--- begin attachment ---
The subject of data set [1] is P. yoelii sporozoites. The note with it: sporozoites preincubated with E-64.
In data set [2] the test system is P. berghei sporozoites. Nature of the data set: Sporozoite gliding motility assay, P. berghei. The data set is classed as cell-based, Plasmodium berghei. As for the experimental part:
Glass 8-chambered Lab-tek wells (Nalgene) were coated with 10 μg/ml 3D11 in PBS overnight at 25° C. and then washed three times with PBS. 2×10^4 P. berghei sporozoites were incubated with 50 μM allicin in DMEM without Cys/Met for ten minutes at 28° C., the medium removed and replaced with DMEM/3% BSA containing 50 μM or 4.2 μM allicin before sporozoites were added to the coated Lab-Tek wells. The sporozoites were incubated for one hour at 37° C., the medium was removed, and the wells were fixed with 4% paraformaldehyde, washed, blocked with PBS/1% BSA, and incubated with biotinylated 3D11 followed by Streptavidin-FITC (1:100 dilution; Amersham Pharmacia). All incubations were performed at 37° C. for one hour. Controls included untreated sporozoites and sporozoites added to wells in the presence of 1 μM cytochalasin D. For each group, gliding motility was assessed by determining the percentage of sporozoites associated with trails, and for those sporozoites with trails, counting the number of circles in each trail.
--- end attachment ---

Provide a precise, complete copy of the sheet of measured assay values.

The subject of data set [1] is P. yoelii sporozoites. The note with it: sporozoites preincubated with E-64.
In data set [2] the test system is P. berghei sporozoites. Nature of the data set: Sporozoite gliding motility assay, P. berghei. The data set is classed as cell-based, Plasmodium berghei. As for the experimental part:
Glass 8-chambered Lab-tek wells (Nalgene) were coated with 10 μg/ml 3D11 in PBS overnight at 25° C. and then washed three times with PBS. 2×10^4 P. berghei sporozoites were incubated with 50 μM allicin in DMEM without Cys/Met for ten minutes at 28° C., the medium removed and replaced with DMEM/3% BSA containing 50 μM or 4.2 μM allicin before sporozoites were added to the coated Lab-Tek wells. The sporozoites were incubated for one hour at 37° C., the medium was removed, and the wells were fixed with 4% paraformaldehyde, washed, blocked with PBS/1% BSA, and incubated with biotinylated 3D11 followed by Streptavidin-FITC (1:100 dilution; Amersham Pharmacia). All incubations were performed at 37° C. for one hour. Controls included untreated sporozoites and sporozoites added to wells in the presence of 1 μM cytochalasin D. For each group, gliding motility was assessed by determining the percentage of sporozoites associated with trails, and for those sporozoites with trails, counting the number of circles in each trail.